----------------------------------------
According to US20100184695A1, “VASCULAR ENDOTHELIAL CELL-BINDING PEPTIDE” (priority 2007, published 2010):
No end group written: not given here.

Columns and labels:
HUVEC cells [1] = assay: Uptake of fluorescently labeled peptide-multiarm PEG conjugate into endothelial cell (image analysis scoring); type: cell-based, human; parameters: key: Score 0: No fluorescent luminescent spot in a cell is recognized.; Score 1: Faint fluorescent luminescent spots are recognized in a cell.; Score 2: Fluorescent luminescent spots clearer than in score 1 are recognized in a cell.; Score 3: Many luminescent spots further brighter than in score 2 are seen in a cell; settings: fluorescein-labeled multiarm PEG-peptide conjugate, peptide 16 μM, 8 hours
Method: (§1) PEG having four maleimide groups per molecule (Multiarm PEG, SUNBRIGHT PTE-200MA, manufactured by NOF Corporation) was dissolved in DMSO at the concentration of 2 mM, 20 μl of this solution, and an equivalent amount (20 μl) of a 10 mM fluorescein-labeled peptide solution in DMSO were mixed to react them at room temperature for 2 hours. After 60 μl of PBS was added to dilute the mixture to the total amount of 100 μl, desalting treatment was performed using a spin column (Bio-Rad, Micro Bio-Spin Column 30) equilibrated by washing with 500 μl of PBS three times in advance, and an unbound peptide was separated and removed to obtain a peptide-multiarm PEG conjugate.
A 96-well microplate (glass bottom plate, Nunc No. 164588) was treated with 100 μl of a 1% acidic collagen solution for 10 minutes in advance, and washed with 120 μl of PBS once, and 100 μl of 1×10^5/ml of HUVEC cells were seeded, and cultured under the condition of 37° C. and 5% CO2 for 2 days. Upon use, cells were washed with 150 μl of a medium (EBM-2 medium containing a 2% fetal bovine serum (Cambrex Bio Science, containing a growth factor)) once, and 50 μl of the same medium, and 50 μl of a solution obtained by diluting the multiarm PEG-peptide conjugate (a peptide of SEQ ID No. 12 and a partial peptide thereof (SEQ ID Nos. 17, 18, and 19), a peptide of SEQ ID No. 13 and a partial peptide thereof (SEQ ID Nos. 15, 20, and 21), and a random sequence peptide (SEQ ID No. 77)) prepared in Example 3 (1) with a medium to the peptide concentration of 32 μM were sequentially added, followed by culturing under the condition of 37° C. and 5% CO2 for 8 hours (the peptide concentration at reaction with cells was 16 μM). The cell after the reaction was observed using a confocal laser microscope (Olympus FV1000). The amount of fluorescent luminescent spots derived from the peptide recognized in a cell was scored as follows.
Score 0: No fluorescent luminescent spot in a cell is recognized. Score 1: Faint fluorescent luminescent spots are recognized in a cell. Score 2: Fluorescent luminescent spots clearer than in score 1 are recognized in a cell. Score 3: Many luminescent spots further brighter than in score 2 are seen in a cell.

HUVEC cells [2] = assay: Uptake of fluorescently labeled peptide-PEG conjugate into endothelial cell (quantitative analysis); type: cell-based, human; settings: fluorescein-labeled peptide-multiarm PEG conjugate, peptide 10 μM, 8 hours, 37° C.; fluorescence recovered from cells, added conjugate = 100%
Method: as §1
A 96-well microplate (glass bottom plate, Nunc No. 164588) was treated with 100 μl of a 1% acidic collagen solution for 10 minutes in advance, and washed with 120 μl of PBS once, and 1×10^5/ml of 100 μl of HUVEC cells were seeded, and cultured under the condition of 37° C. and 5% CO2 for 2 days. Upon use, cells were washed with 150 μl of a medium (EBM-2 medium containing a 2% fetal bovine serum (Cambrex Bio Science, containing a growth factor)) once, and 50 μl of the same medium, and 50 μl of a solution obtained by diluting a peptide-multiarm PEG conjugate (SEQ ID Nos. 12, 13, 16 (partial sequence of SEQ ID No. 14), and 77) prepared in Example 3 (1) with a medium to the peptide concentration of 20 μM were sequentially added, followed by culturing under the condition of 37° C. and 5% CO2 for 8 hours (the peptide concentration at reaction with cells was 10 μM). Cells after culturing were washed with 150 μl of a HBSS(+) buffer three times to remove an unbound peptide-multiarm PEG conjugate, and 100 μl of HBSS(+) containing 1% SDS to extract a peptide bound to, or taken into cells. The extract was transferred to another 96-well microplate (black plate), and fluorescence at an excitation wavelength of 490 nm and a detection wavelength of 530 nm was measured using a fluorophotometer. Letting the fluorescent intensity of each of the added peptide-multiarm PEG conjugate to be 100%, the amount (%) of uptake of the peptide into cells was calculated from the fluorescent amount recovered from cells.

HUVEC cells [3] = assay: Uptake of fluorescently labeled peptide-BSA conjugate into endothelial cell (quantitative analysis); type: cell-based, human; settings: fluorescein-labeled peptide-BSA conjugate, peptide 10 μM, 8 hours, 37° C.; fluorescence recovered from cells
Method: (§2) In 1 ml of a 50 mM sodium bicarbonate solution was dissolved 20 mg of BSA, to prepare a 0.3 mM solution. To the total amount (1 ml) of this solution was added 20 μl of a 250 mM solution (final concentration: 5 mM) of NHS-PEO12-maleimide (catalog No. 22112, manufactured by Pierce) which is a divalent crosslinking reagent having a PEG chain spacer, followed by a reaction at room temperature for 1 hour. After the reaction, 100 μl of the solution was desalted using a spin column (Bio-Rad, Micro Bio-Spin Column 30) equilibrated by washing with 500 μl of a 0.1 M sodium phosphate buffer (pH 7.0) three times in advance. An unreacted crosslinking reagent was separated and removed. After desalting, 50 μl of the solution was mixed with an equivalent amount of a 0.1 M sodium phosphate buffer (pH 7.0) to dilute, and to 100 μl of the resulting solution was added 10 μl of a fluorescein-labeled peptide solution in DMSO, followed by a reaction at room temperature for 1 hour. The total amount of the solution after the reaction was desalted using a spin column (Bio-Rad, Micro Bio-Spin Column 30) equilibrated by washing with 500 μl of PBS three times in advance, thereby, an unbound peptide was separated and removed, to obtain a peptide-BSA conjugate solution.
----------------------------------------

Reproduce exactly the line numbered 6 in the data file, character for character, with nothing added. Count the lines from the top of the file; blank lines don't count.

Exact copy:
A 96-well microplate (glass bottom plate, Nunc No. 164588) was treated with 100 μl of a 1% acidic collagen solution for 10 minutes in advance, and washed with 120 μl of PBS once, and 100 μl of 1×10^5/ml of HUVEC cells were seeded, and cultured under the condition of 37° C. and 5% CO2 for 2 days. Upon use, cells were washed with 150 μl of a medium (EBM-2 medium containing a 2% fetal bovine serum (Cambrex Bio Science, containing a growth factor)) once, and 50 μl of the same medium, and 50 μl of a solution obtained by diluting the multiarm PEG-peptide conjugate (a peptide of SEQ ID No. 12 and a partial peptide thereof (SEQ ID Nos. 17, 18, and 19), a peptide of SEQ ID No. 13 and a partial peptide thereof (SEQ ID Nos. 15, 20, and 21), and a random sequence peptide (SEQ ID No. 77)) prepared in Example 3 (1) with a medium to the peptide concentration of 32 μM were sequentially added, followed by culturing under the condition of 37° C. and 5% CO2 for 8 hours (the peptide concentration at reaction with cells was 16 μM). The cell after the reaction was observed using a confocal laser microscope (Olympus FV1000). The amount of fluorescent luminescent spots derived from the peptide recognized in a cell was scored as follows.